The Cosmopolitan Approach In Iqbal’s Poetry
Sadia Nazir explores the vastness of Allama Iqbal’s poetry in line with the concepts of nationalism and cosmopolitanism, as they have always been the main focus of thinker, poet and philosopher.
Cosmopolitanism has much tendency for cultural, historical considerations of particular languages and literature but it also focuses on globalized aims which do not shun historicity and nationhood rather transcends beyond it while being very much mindful of one’s peculiar nationhood as well.
For taking into consideration the national and global readings, I will choose the poetry of Allama Muhammad Iqbal in translation, by discussing his concepts of nation, Ummah, and Ego.
Allama Muhammad Iqbal was much influenced by western ideology and philosophy as well.
The translated versions of his poetry by A.J.Arberry and R.A. Nicholson gives us a deep understanding about the globalist tendency and appeal of his translated versions of poetry which is not only regional rather transcends beyond the nationalist boundaries.
Concepts of nationalism and cosmopolitanism in relation to Ummah have always been the focus of thinker, poet and philosopher Allama Muhammad Iqbal. Islamic ideology cannot be restricted to geographical boundaries. Multiple Islamic states with defined concepts of nationhood and nationalism give a nuanced understanding of nationalist and trans-nationalist goals which leads to Pan-Islamism.
Whatever defines us as nation is religion and paradoxically this territorialization of nation on the very ideology of religion, somehow, transcends beyond the nationalist geographical boundaries, thereby, being transnational, cosmopolitan and global, as he also appears to be talking about carnival human sub-layers of consciousness and its recognition through ego, which is not solely an Islamic ideology rather invoking general human psychology and very much cosmopolitan in nature.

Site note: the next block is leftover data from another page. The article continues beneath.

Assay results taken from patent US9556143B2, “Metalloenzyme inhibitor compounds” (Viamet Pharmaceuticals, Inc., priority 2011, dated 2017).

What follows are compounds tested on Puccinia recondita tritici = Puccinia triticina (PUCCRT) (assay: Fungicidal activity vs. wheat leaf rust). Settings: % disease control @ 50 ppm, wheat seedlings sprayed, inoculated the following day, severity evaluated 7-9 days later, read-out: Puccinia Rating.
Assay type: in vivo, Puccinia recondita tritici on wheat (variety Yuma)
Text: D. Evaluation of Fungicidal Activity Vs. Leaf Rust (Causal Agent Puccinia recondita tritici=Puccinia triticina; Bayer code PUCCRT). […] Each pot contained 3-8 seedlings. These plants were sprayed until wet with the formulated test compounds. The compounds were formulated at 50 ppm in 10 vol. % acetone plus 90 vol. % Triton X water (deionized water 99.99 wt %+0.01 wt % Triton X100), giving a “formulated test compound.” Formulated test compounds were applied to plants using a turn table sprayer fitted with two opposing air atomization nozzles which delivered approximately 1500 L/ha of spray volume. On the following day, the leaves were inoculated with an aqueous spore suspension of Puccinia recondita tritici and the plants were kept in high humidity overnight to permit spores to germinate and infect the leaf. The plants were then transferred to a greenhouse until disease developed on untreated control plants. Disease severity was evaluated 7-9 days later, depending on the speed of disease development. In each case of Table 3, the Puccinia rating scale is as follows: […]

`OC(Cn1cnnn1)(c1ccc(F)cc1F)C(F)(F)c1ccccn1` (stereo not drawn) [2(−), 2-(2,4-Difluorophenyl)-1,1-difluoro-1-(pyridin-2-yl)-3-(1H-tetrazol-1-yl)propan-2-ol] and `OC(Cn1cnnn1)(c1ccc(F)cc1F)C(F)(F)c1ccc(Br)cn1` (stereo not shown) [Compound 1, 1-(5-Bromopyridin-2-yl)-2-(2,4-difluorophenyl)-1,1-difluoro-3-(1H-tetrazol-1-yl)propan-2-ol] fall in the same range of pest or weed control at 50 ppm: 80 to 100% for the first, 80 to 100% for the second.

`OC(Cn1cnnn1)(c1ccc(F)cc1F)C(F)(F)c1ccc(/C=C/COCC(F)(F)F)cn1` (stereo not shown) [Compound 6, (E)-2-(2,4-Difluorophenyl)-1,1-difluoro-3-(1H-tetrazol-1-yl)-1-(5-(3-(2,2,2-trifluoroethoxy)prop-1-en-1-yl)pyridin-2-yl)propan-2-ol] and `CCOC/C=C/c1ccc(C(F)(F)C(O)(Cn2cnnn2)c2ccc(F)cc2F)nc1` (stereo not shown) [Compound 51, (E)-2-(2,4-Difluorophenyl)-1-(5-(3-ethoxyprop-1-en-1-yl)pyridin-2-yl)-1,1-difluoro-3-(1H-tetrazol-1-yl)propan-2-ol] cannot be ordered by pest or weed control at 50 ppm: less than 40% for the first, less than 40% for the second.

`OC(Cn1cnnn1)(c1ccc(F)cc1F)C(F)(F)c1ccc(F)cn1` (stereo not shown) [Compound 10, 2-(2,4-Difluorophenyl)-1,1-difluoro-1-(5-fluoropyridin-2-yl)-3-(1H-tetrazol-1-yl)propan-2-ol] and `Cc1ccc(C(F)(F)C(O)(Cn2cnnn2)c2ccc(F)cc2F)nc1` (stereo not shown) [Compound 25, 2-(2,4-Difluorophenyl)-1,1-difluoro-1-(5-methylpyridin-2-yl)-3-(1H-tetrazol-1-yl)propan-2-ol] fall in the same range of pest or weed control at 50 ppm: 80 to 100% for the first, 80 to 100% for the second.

Humanity needs to recognize itself through self-transformation by means of constant upward movement and continual growth which knows no stasis.
Free will of man does not enslave him to static notions of destiny where he is destined to accept the fated notions of reality; rather he is the maker of his destiny. When he goes through the process of self-recognition by finding Khudi (Ego) which means when he finds himself and by finding himself, he finds Creator and then all forces of creation come forward to contribute in his struggle and conspire to fight for his goals as he finds all forces of nature at his disposal and service.
The translated versions of Iqbal help a comparative literature student to look for not only a historicized, indigenous aspect of the poet, his nation and Ummah but a growing tendency towards universal human psychological needs in the form of upward movement of Ego that looks for fresh possibilities in the world by invoking Free Will. This approach is very much cosmopolitan in nature.The poetry of Iqbal in Persian language shows us more a philosophical aspect of the poet and this angle has global, cosmopolitan and universal appeal.
University of Agriculture Faisalabad